Here are the A440 HD Tach results with an average read of 2212.5MB/s for the Quick bench and 2308.1MB/s for the Long bench. The T-FORCE CARDEA Ceramic C440 HD Tach results give an average read of 2321.0MB/s for the Quick bench and 2150.7MB/s for the Long bench. Below are the T-FORCE CARDEA IOPS HD Tach results with an average read of 2079.7MB/s for the Quick bench and 1822.5MB/s for the Long bench. Next, the TeamGroup MP33 HD Tach results show an average read of 1265.8MB/s for the Quick bench and 1198.2MB/s for the Long bench. Here are the Delta MAX SATA III HD Tach results with an average read of 409.8MB/s for the Quick bench and 405.8MB/s for the Long bench. Here are the HD Tach Disk benches summarized in a chart comparing our five drives. For read speeds, higher is better but for access times, lower is better.
The CARDEA A440 again generally scores the fastest in HD Tach although the CARDEA C440 trades blows followed by the IOPS, then by the MP33 SSD, followed by the M200 Portable while the SATA III Delta MAX takes last place as usual.
Next we look at game/level loading speeds.
The Game/Level Loading Timed Results – FFXIV
Game and game level loading time results are difficult to measure precisely but generally SSDs perform similarly with regard to game loading times and they all load significantly faster than any HDD. Even SSHDs require loading the same level or program over-and-over to get quicker. We tested 5 levels and overall loading times accurately by using the Final Fantasy XIV: Stormbringer & Endwalker benchmarks.
The Shadowbringers Benchmark will not only give you accurate framerates averages, it precisely times how long it takes to load each of 5 different levels and the total loading time. We used maximum settings. Let’s start with the Shadowbringer benchmark using the M200.
Total Loading times are 12.204 seconds. We also use the newer Endwalker benchmark and then summarize the results of our six tested SSDs.
The Endwalker benchmark is also just as detailed as Shadowbringers and is a very accurate test of loading game and level times.
Here is the Endwalker benchmark using the M200.
Total Loading times are 11.831 seconds.
Here is the summary chart of Shadowbringers and Endwalker giving all of the level loading and overall loading time comparisons. In addition, the game benches are repeated from PCMark 8.
For all 4 games and multiple levels tested, the CARDEA A440 stands out, followed generally by the C440, the IOPS, the MP33, and then the M200 Portable trade blows with Delta MAX. We only see a 2-3 second difference between our fastest SSD and our slowest SSD making the M200 a suitable external drive for gamers – either as C:drive with Windows installed, or for storage. Any of these SSDs are suitable for loading games quickly and far faster than any hard drive or solid state hard drive can hope to achieve.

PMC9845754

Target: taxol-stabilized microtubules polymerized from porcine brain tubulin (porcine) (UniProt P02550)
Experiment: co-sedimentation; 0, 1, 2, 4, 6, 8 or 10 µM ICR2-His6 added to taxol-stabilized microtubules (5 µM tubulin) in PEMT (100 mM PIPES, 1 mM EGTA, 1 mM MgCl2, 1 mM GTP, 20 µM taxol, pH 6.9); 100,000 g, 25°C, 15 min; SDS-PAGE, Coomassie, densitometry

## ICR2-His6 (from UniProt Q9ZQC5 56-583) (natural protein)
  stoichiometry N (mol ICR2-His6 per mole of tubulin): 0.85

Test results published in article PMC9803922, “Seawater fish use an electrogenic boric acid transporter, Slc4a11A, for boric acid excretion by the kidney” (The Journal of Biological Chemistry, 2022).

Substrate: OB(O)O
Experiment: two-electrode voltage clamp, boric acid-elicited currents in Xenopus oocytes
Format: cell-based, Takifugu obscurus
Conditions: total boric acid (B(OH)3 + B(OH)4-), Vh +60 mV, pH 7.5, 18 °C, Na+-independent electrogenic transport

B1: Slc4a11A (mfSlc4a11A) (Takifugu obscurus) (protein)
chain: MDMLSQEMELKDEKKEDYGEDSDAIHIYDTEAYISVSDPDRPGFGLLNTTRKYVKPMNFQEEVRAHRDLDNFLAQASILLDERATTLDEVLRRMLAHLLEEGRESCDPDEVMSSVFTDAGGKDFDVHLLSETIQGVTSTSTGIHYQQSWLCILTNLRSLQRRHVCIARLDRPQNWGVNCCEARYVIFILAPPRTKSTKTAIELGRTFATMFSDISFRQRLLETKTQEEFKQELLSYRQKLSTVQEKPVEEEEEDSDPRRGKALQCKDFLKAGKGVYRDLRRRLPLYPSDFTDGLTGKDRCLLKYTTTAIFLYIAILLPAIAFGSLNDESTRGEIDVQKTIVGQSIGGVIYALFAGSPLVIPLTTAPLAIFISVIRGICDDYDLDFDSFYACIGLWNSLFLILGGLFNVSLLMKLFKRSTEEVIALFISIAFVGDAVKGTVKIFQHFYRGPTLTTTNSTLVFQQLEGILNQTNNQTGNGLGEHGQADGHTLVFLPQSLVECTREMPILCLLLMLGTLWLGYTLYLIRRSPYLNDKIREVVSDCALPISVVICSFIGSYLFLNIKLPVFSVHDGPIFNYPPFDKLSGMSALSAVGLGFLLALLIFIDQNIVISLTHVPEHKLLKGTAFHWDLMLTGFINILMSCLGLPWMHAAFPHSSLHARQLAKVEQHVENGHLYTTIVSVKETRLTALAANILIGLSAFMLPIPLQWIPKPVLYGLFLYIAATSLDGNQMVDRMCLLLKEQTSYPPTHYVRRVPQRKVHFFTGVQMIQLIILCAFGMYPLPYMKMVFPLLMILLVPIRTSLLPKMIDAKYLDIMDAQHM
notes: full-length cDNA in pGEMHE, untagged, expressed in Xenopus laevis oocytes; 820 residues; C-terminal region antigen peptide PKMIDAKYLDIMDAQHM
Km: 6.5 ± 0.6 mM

However, until developers start to target SSDs for PC game storage, then we may see SSDs fully achieve the game loading performance they are capable of on Windows.
Lets look at file copy speeds next.
File Copy 102GB
File copy speeds are important to gamers especially when they want to quickly transfer their game files from one location to another. We copy a 102GB folder containing Horizon 5 from its Steam folder to a desktop folder which is something we do regularly when setting up Steam games on multiple PCs. Pay careful attention to the charts (in green) that show the consistency and speed of file copies. They tend to show the ups and downs where each SSD runs out of cache and how long it takes to empty and refill it.
102GB File Copy
The M200 Portable took 4 minutes and 5.0 seconds. to copy 102GB.
The A440 took 1 minutes and 44.0 seconds. to copy 102GB. The Ceramic C440 took 1 minutes and 59 seconds for the same copy.
The CARDEA A440 SSD excels at copying along with the other Gen 4 x4 SSD, the C440, compared to any of our other tested SSDs. The IOPS comes in third place ahead of the M200 Portable SSD in fourth which is faster than the MP33 SSD which is in turn faster than the Delta MAX SATA III SSD.
Even a SATA III SSD is much faster than any HDD or SSHD for copying large files and the M200 is almost two-and one-half times faster than a fast SATA drive making this external drive quite suitable for large file copying. Consider taking a nap if you are going to copy 102GB using a hard drive.